Presence and severity of DR was determined at baseline and annually by a single retinal specialist. Following the International Clinical Diabetic Retinopathy and Diabetic Macular Edema Disease scales42, severity of DR was categorized into 5 stages: no retinopathy, mild non-proliferative retinopathy, moderate non-proliferative retinopathy, severe non-proliferative retinopathy and proliferative retinopathy. When there were inter-eye differences in DR severity, the eye with the severest DR was considered for DR classification. Incidence of DR was defined as having no DR signs in both eyes at baseline and having mild to severe non-proliferative DR or proliferative DR in either of the eyes at any annual examination. Progression of DR was defined as having mild non-proliferative DR at baseline and having severe non-proliferative DR, or proliferative DR or laser photocoagulation at any subsequent annual ophthalmologic examination; or as having moderate/severe non-proliferative DR at baseline and proliferative DR at any subsequent examination. All incident new DR and worsening DR cases were confirmed on a second ophthalmologic examination at least 3 months apart.


Statistical analysis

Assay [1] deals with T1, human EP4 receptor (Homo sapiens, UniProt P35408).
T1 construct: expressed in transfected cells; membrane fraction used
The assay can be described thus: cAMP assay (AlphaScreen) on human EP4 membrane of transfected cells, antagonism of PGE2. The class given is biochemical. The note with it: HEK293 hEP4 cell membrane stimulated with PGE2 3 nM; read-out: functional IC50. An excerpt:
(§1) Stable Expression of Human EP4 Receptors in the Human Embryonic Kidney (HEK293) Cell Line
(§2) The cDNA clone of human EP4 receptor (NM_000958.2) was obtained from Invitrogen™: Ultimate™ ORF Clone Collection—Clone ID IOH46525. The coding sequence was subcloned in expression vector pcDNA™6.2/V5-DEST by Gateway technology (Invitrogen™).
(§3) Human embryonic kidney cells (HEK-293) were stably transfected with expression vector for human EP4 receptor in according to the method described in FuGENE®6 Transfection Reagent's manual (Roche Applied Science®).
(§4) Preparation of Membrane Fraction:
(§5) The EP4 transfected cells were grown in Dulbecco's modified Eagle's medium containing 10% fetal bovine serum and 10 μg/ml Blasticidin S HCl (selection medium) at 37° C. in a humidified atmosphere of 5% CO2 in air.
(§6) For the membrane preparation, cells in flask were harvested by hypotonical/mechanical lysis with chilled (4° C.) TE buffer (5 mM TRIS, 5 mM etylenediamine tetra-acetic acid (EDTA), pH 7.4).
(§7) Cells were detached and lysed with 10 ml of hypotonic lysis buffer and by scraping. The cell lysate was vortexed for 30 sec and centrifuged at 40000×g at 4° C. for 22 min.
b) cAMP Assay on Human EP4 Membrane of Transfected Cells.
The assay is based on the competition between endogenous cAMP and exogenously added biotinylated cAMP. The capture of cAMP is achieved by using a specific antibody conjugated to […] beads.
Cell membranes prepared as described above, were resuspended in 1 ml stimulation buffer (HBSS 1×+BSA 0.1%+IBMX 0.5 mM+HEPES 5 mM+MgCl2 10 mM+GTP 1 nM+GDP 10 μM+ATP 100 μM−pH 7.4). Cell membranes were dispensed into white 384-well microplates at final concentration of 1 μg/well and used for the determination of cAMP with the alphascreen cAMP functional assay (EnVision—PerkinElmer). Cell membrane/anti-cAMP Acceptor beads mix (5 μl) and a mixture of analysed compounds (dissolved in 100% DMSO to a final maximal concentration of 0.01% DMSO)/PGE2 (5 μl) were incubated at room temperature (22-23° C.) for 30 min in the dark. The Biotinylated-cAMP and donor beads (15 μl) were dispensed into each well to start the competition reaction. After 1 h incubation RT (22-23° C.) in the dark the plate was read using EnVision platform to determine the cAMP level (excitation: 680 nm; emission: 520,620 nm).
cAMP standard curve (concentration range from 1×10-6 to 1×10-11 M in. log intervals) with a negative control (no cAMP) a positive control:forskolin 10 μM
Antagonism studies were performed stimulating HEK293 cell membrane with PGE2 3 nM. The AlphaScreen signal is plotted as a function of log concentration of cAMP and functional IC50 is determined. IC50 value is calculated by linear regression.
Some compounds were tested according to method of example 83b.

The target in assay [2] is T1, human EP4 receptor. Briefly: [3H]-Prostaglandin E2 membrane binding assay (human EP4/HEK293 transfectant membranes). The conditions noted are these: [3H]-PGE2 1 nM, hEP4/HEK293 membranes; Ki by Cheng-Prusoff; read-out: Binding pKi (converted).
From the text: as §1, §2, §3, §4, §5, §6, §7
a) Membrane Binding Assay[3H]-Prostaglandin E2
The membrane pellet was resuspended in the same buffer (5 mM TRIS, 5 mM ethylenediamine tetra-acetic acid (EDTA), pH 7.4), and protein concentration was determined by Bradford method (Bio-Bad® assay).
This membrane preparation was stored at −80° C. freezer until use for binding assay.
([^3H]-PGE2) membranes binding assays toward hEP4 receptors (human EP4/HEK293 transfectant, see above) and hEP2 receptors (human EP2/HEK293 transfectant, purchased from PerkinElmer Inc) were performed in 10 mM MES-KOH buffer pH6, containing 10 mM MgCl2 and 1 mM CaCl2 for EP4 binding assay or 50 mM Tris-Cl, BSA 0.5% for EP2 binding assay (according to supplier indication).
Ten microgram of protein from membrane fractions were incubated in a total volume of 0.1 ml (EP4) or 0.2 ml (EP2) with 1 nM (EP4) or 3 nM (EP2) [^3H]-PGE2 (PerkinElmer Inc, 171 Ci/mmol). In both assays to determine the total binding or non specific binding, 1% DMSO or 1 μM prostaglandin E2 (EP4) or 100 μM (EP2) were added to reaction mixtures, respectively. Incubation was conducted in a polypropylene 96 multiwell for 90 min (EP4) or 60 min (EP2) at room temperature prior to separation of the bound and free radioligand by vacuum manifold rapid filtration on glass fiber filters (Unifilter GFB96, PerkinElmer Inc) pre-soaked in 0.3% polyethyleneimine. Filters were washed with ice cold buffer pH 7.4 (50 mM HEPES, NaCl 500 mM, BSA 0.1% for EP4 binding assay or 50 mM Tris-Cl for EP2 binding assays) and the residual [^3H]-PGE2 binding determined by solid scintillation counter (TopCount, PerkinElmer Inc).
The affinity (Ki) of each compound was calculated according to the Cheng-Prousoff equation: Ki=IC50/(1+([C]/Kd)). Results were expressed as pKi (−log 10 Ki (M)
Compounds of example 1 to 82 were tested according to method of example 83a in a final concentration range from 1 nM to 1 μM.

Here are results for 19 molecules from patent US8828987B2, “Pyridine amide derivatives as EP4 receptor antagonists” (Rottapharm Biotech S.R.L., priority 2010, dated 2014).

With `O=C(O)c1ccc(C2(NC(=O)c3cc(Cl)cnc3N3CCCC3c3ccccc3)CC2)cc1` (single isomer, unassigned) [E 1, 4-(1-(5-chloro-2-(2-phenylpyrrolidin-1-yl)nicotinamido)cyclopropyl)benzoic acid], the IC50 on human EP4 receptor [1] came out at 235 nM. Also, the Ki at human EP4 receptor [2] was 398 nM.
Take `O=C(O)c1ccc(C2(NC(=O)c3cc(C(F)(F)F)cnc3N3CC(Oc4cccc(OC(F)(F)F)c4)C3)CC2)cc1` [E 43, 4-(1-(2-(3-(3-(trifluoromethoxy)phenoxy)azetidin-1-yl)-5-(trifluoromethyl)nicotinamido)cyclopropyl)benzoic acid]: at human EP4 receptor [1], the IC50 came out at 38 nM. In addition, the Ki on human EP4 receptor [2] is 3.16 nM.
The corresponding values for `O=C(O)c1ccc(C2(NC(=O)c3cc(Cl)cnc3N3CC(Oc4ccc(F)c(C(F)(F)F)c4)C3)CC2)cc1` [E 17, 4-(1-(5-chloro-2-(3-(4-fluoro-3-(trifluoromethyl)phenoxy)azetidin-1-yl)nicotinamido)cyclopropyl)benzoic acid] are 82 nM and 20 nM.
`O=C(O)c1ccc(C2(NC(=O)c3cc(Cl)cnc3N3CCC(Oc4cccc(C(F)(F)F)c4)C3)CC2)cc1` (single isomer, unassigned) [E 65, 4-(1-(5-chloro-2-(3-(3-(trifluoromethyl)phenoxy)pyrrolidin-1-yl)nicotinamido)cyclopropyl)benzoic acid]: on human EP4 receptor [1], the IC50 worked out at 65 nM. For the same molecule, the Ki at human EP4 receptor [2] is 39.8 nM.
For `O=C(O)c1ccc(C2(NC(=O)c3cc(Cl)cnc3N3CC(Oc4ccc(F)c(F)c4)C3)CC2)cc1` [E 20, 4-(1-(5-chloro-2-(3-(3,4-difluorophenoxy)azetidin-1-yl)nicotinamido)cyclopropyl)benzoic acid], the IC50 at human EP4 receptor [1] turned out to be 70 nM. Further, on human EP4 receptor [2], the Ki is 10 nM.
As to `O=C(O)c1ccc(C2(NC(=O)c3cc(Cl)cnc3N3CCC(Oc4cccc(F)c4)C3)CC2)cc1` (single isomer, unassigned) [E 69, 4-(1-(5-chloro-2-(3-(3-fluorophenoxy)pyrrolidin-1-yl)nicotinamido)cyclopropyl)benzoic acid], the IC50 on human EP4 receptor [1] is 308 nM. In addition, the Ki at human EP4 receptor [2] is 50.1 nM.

Continuous data were described as means (SD) or as medians (interquartile range). The primary endpoint was the development or progression of DR, according to the criteria detailed before. Patients with and without DR development/progression were compared by unpaired t test (for continuous normal variables), Mann-Whitney test (for continuous asymmetric variables) and by χ2 test (for categorical variables). The independent predictors of the primary endpoint occurrence were examined by Kaplan-Meier estimation of its cumulative incidence during follow-up (with the predictors dichotomized at clinic meaningful cut-off values and compared by log-rank tests), and by multivariate Cox regression models. Candidate variables to enter the multivariate Cox analyses, based on biological plausibility, were the following: age, sex, body mass index (BMI), smoking status, physical activity, diabetic and anti-hypertensive treatment (number and classes of drugs), diabetes duration, macrovascular (coronary, cerebrovascular and peripheral arterial disease) and microvascular (retinopathy, nephropathy and neuropathy) diabetic complications at baseline, aortic stiffness, clinic and ambulatory BPs, HbA1c, HDL- and LDL-cholesterol. Four models were fitted according to the time-interval the covariates were measured: a baseline model, a first-year, a second-year and a cumulative exposure model. In the first and second-years models, BMI, clinic BPs, HbA1c and lipid mean levels were updated to the values recorded during the first and second years of follow-up; and in the cumulative exposure model the mean values of these covariates were calculated from the baseline until censoring or endpoint occurrence. Ambulatory BPs were entered only into the baseline model, whereas aortic stiffness was entered into the first-year model. Regardless of their significance, age, sex and presence of DR, nephropathy and peripheral neuropathy at baseline were forced into all models. Separate analyses for new DR development and DR progression were also performed. A forward selection procedure was used to select the independent predictors with a p-value < 0.10 as the criterion to enter and to remain into the models. To assess the relative prognostic importance of each BP parameter, clinic and ambulatory BP parameters were evaluated in separate Cox models, adjusted for the same covariates of the original predictive model. Cox regression results were presented as hazard ratios (HRs) with their 95% confidence intervals (CIs); and to allow comparisons among covariates, HRs were calculated for standardized increments of 1-SD for HbA1c, BPs and lipids. Statistics were performed with SPSS version 19.0 (SPSS Inc, Chicago, Il., USA), and 2-tailed p-value < 0.05 was considered significant.